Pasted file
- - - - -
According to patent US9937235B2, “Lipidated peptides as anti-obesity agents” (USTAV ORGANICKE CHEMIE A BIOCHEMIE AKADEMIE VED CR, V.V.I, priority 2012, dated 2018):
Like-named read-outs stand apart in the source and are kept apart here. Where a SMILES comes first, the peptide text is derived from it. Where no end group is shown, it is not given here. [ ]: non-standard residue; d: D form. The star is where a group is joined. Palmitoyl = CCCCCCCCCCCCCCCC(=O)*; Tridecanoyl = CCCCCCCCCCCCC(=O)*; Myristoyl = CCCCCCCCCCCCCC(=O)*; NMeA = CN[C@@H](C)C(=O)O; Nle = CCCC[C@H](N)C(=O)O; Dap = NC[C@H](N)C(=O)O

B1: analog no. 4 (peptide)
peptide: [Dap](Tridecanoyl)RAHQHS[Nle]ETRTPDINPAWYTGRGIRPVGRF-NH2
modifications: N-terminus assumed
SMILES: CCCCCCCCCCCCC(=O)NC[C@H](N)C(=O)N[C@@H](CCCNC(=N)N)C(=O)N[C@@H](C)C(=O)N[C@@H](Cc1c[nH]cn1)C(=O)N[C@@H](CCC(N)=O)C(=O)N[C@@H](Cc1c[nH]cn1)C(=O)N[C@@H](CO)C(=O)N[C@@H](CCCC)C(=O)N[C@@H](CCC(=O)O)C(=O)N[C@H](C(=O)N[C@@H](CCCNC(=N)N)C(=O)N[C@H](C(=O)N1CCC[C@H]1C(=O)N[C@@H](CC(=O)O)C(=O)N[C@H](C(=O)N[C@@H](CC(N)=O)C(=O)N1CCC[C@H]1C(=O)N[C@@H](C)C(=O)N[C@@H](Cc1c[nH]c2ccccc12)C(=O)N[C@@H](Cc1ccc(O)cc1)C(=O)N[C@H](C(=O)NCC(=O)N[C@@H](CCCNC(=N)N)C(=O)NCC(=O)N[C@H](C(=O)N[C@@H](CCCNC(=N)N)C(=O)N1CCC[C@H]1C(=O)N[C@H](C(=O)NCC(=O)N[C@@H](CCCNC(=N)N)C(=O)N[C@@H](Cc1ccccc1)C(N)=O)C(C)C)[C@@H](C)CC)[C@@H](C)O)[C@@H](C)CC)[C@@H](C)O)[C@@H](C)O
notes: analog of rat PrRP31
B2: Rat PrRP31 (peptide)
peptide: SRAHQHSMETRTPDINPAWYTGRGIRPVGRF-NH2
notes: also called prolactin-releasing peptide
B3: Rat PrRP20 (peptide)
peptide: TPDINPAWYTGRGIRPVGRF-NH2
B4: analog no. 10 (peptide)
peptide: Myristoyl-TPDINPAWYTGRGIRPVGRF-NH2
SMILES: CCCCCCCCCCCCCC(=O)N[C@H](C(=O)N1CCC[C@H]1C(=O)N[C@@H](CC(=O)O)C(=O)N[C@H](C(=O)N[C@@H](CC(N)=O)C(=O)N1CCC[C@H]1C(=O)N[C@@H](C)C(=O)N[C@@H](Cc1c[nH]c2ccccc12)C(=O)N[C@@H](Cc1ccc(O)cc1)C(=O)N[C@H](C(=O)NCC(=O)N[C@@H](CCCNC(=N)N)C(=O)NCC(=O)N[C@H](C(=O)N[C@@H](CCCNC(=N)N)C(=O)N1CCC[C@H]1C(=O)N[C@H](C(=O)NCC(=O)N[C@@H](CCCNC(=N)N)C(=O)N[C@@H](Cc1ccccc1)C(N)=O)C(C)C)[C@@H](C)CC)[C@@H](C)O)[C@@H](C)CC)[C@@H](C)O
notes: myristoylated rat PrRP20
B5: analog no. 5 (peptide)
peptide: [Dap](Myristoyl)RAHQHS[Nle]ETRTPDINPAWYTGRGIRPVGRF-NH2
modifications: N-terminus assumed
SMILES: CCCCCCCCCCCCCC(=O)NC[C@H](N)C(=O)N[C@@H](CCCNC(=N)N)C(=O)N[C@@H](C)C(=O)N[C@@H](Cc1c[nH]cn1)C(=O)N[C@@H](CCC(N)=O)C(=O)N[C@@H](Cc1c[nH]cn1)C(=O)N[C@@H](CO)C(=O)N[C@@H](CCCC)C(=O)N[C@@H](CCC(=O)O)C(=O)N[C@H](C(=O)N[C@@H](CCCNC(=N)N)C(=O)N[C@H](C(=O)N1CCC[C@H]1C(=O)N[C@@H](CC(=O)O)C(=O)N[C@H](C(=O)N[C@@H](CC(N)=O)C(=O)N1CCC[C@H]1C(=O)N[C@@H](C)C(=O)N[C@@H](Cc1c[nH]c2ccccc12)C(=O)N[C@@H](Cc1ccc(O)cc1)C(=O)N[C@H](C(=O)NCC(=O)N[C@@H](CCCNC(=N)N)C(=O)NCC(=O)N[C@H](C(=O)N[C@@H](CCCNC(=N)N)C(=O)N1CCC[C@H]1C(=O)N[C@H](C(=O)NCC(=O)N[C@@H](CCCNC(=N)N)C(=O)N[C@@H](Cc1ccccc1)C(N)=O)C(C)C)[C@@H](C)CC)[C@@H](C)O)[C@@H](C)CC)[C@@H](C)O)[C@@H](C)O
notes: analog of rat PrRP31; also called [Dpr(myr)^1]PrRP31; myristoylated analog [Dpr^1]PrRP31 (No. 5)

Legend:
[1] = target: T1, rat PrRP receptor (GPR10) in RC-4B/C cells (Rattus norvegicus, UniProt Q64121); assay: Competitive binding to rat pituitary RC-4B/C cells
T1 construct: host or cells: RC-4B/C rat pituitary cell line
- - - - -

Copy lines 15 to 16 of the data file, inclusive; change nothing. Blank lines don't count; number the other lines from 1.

SMILES: CCCCCCCCCCCCCC(=O)N[C@H](C(=O)N1CCC[C@H]1C(=O)N[C@@H](CC(=O)O)C(=O)N[C@H](C(=O)N[C@@H](CC(N)=O)C(=O)N1CCC[C@H]1C(=O)N[C@@H](C)C(=O)N[C@@H](Cc1c[nH]c2ccccc12)C(=O)N[C@@H](Cc1ccc(O)cc1)C(=O)N[C@H](C(=O)NCC(=O)N[C@@H](CCCNC(=N)N)C(=O)NCC(=O)N[C@H](C(=O)N[C@@H](CCCNC(=N)N)C(=O)N1CCC[C@H]1C(=O)N[C@H](C(=O)NCC(=O)N[C@@H](CCCNC(=N)N)C(=O)N[C@@H](Cc1ccccc1)C(N)=O)C(C)C)[C@@H](C)CC)[C@@H](C)O)[C@@H](C)CC)[C@@H](C)O
notes: myristoylated rat PrRP20